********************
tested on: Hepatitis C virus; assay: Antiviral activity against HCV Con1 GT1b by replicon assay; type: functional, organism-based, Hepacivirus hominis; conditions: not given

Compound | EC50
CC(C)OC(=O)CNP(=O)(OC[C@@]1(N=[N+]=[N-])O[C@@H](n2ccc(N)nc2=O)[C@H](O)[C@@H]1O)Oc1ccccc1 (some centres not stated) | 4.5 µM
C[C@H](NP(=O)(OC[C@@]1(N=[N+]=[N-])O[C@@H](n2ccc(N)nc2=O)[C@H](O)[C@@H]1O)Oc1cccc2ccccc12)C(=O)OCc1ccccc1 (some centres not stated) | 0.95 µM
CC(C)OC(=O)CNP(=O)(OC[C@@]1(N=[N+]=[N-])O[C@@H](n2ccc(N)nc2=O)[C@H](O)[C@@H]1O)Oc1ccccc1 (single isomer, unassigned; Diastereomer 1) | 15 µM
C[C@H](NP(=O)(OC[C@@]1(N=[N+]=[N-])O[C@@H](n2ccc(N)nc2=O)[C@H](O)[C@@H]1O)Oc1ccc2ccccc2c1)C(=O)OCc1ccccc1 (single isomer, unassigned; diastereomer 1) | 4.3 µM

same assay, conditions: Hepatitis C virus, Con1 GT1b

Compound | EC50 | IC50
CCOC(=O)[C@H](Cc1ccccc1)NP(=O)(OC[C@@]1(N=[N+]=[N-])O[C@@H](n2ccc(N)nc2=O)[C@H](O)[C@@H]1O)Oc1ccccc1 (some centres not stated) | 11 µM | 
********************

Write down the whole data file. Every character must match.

tested on: Hepatitis C virus; assay: Antiviral activity against HCV Con1 GT1b by replicon assay; type: functional, organism-based, Hepacivirus hominis; conditions: not given

Compound | EC50
CC(C)OC(=O)CNP(=O)(OC[C@@]1(N=[N+]=[N-])O[C@@H](n2ccc(N)nc2=O)[C@H](O)[C@@H]1O)Oc1ccccc1 (some centres not stated) | 4.5 µM
C[C@H](NP(=O)(OC[C@@]1(N=[N+]=[N-])O[C@@H](n2ccc(N)nc2=O)[C@H](O)[C@@H]1O)Oc1cccc2ccccc12)C(=O)OCc1ccccc1 (some centres not stated) | 0.95 µM
CC(C)OC(=O)CNP(=O)(OC[C@@]1(N=[N+]=[N-])O[C@@H](n2ccc(N)nc2=O)[C@H](O)[C@@H]1O)Oc1ccccc1 (single isomer, unassigned; Diastereomer 1) | 15 µM
C[C@H](NP(=O)(OC[C@@]1(N=[N+]=[N-])O[C@@H](n2ccc(N)nc2=O)[C@H](O)[C@@H]1O)Oc1ccc2ccccc2c1)C(=O)OCc1ccccc1 (single isomer, unassigned; diastereomer 1) | 4.3 µM

same assay, conditions: Hepatitis C virus, Con1 GT1b

Compound | EC50 | IC50
CCOC(=O)[C@H](Cc1ccccc1)NP(=O)(OC[C@@]1(N=[N+]=[N-])O[C@@H](n2ccc(N)nc2=O)[C@H](O)[C@@H]1O)Oc1ccccc1 (some centres not stated) | 11 µM | 